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Duzz Quest: An Egotistic Adventure

by Duzz

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Download Duzz Quest: An Egotistic Adventure
File size: 16.1 MB
Downloaded: 8,016 times
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Game Genre:
Sci-Fi
Game Type:
Comedy
Story Type:
Original
Release Date:
18 Feb 2004
AGS Panel Rating:
Player Rating:
Medium length game
Short game Can be completed within 30 minutes
Medium length game Takes at least 30 mins to finish
Full length game As long as a Sierra / LucasArts classic
MAGS game Monthly AGS competition entry
Non-adventure game Using Adventure Game Studio for something else?!
Joke game You know when it fits this category ;)
Demo Unfinished games / commercial games
Training game Games made just to try out AGS
Newly added games Not yet categorised
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Content advisory:
Occasional, mild
None
None

Public Opinion

If you've played this game, why not help out and give us your votes?
21 people have rated this game so far:
Visual:
70%
Immersion:
68%
Puzzles & Pacing:
69%
Overall Enjoyment:
68%

About this game

Join Duzz in this glorified n00bie test game, as he goes on a fantastic journey of tragedy, adventure, and monotomy.
Duzz Quest is a once in a lifetime experience for all the family.
Huzzah for Duzz Quest. Yeah!



The Speech pack is ready, you can download it by clicking the 'mirror' link, it's 14meg. (To install it, download it to the folder where you installed DuzzQuest.


Features:
- One and a Half years in the making
- 16bit color
- Sometimes 320x240, sometimes 640x480 resolution.
- 12 characters
- 20 playable rooms
- An INTENSE action sequence
- 540 spoken lines of dialog
- Original music by The Midnight Express, and Mr. Clean.
- Craptacular in every sense of the word


History/Explanation/Disclaimer:
DuzzQuest was started to try out this program I'd found on the internet, called Adventure Game Studio. I used a picture I had of my back yard, and put it in the program, making the default character, Roger, walk around. I was all like "Cool! I can walk around my back yard, like those old sierra games I used to love", so I showed Tim, and he was also all like "Cool! You can walk around your back yard, like those old sierra games you used to love", and it was coool.


So then I added some stuff to it, and then some more stuff, and it became DuzzQuest, and it was cool. People said I walked funny in it, but "Bah!" I said. "Humbug!" I said. "That's what they told picasso!" I said.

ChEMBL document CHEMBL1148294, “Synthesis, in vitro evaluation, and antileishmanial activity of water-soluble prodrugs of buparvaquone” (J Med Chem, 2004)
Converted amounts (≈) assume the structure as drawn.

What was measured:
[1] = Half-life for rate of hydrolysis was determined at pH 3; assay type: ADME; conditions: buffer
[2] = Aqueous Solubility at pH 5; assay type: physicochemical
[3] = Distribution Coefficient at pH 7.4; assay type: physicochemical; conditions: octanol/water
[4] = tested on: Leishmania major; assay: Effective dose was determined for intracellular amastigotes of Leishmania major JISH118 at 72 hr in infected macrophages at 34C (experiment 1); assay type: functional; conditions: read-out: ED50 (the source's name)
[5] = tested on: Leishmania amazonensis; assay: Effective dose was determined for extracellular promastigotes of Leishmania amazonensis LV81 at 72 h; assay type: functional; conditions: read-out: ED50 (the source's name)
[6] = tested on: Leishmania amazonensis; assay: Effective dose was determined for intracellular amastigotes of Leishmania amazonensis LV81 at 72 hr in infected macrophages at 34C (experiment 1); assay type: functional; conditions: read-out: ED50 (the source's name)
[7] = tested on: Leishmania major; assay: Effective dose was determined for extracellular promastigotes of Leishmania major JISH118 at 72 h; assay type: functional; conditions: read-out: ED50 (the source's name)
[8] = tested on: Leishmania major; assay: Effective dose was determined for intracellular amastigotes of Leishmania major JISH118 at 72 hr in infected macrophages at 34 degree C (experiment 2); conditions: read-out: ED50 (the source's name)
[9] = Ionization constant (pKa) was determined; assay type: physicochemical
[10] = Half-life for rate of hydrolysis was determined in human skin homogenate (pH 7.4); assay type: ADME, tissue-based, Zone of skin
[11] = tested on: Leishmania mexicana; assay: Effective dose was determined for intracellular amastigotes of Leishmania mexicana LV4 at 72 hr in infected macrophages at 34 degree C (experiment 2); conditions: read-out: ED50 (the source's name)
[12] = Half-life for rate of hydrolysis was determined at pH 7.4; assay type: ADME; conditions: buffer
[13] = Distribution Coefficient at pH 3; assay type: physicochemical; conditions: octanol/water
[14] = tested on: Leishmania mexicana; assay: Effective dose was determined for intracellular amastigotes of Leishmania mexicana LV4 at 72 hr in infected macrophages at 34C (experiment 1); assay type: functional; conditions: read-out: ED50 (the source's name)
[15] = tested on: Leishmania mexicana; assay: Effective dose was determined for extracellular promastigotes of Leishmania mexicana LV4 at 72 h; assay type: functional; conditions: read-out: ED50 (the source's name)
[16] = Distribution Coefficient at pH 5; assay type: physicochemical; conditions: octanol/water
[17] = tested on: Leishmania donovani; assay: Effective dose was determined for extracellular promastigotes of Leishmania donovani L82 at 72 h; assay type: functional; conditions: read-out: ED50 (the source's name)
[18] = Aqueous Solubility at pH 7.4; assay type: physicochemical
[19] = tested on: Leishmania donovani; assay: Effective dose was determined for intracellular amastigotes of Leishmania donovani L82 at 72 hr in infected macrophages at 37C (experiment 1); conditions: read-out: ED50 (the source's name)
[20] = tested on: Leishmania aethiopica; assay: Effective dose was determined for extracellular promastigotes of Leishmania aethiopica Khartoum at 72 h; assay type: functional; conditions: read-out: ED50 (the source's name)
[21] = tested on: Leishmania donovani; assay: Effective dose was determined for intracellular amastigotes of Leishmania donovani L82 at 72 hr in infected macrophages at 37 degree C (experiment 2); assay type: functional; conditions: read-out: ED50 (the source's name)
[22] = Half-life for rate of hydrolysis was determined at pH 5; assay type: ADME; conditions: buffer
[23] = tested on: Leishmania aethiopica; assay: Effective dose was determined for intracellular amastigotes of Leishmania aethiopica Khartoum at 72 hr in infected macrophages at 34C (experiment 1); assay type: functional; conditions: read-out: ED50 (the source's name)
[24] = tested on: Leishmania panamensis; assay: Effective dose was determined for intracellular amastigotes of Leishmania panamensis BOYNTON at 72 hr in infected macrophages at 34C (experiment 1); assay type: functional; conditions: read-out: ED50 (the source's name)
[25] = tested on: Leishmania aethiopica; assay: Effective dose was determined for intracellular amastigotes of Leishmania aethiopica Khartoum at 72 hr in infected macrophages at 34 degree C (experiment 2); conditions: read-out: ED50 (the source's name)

Still more things I added, and still more things, bits and pieces, odds and ends, one day a room, the next a plot element, sometimes deluding myself that it would be a decent, playable game, other times just experimenting with AGS. I added a lot of things just temporarily, but never did I remove any of them. And the result is a hodgepodge of meandering, aimless plot, nonsensical, gameplay, and schizophrenic graphic resolution.


There's a story (however banal), behind every little thing in DuzzQuest, from Bamptons Rescue Remedy to Tims terrible secret. I doubt anyone but me will understand all the references, but it is MY egotistic adventure after all.


Any bugs, typos or spelling errors you may encounter were left in intentionally to add to the general ambience of unprofessionalism, any lack in speech quality is the fault of stu's 21st party, and any offence taken at lewd verbalisations of the word kumquat rests entirely on the heads of Helen Clark and Katie Ward.


enjoy.

2 people commented on this game (newest first):

Crazy.. Crazy stuff!
2013-06-10 12:47:47 by monkey424
Hey - this game has a really nice quality to it! (no sarcasm)

I love the digitized graphics and the whole look of the game - crappy or not. The game has something very nice and original going for it. I feel like it's more of an insider thing since I don't understand any of the personal references or the people at all, but I really think it has potential.

The lack of animations and visual cues is a bit sad, but the jokes made about it is funny. As an adventure game I'm not sure. The screens are too cluttered and hard to read, naturally, since they are just photos of everyday objects without an artist providing visual cues by popping certain objects in the foreground and so forth.

Still, I think the game has a nice, "I don't give a damn" sort of charm to it as well as an aesthetic quality with the poorly digitized pictures that really makes it interesting. I'd love to see something like this that's a tad more polished with more regard to how an outsider might experience this game
>> 
2005-01-20 07:22:34 by aRealAdventureFan
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